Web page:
This week’s epic podcast focuses on a couple of myths about gundog breeds. Joanne Perrot, founder of The Ladies Working Dog Group, is joined by Claire Denyer of Family Dog Services, Jemma Martin of Whistle and Wag Dog Training and Samantha Thorneycroft-Taylor of Languedoc Gundogs.

There’s a very commonplace saying in the gundog world; “Labrador’s are born half trained, and Spaniel’s leave the world half trained”. If you’re the proud owner of either of these fabulous breeds I’m almost sure that you’ll be nodding along.. or will you..?

How it started.

When the saying came about, and even up until 10-15 years ago, the saying held a lot of truth – Labrador’s, certainly from working stock, were incredibly biddable, reliable, focused and eager to both learn and please.

There were three distinctive ‘types’ of Labrador; the show line, the working line and the trialling line, each bred for a specific purpose and job role.

Spaniel’s were generally higher energy, leaning towards fizzy, always on the go but they too had a willingness to do the job – just at 100 miles an hour!

A spaniel’s ‘type’ was fairly easily discernible by their stature; if we look at the Springer Spaniel for a moment, those from working stock tended to look stockier and well built across the shoulder with a fairly heavy set hind quarters giving them the stamina to easily work a full day on the beating line. The trialling Springer was often a leaner and leggier looking dog, built for speed and flashiness, often working in shorter bursts.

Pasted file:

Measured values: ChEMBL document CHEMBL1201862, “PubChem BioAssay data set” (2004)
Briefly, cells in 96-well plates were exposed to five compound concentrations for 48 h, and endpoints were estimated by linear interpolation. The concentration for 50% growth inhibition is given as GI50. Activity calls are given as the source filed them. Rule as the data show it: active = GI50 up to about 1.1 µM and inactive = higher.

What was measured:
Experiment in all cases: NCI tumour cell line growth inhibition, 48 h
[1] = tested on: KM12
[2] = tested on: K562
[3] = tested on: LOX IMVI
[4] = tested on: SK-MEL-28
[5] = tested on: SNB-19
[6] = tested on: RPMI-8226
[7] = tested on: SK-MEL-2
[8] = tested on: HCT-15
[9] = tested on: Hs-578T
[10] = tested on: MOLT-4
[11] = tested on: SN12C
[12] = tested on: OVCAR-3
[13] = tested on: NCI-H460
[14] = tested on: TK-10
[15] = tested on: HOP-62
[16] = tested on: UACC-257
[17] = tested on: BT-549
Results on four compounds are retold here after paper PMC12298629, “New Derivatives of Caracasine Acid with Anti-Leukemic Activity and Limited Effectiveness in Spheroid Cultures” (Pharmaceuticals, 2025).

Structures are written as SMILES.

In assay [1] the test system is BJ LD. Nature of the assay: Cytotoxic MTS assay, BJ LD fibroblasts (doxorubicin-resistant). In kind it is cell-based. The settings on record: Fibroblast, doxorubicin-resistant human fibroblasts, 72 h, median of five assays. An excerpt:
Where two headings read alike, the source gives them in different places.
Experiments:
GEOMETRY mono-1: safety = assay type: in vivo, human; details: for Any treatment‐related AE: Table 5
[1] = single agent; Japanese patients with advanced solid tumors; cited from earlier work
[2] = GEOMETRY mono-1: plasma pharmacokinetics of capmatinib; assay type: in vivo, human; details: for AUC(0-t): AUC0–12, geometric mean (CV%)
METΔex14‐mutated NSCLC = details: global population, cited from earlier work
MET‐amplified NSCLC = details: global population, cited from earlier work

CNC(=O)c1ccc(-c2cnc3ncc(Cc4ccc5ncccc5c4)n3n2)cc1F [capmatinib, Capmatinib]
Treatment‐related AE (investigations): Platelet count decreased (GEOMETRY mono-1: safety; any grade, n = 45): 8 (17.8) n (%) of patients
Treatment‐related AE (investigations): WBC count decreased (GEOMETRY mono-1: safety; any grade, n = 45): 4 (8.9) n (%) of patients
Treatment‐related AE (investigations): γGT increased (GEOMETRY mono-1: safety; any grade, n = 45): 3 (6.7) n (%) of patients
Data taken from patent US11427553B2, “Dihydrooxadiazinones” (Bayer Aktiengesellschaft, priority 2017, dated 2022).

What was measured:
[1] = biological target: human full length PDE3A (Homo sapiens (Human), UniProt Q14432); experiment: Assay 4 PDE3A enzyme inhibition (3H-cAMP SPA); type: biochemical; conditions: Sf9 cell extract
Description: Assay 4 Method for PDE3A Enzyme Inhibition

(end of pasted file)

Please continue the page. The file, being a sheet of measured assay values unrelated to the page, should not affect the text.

A Cocker Spaniel, of working pedigree, was not too dissimilar in stature from that of a working Springer, just a little smaller – let’s not forget that originally, the way to distinguish a Cocker and a Springer was the overall size (the Cocker was smaller).

Let’s delve a bit deeper..

In recent years those ‘types’ and the lines in the pedigrees have somewhat merged. The working and trialling line Labrador have, for a large part, become one which has led to a leaner looking dog with a much finer head and body structure.

There are still dogs available that are more like their predecessors but it can be a tricky task to find them at times.

The original ‘heavy set, solid’ Springer Spaniel are very few and far between now, with the majority being more akin to an ice skater than a rugby player. They usually have slightly longer legs, a finer waistline and a more delicate looking head (believe it or not, especially when you’ve witnessed them crashing through heavy undergrowth with eagerness to locate and flush, or retrieve, game).

When looking at the working lines of the Cocker Spaniel we have witnessed several changes, the most noticeable being when they became much much smaller – some almost the same size as a large pheasant. More recently still they have seemingly increased in size again but not to anywhere near the same degree as before.

And it doesn’t stop there. It’s not only the appearance of our dog’s that has changed – their mentality has too and many of our beloved companions these days are more spritely, highly driven, more hard-wired to perform a job role and to perform it well.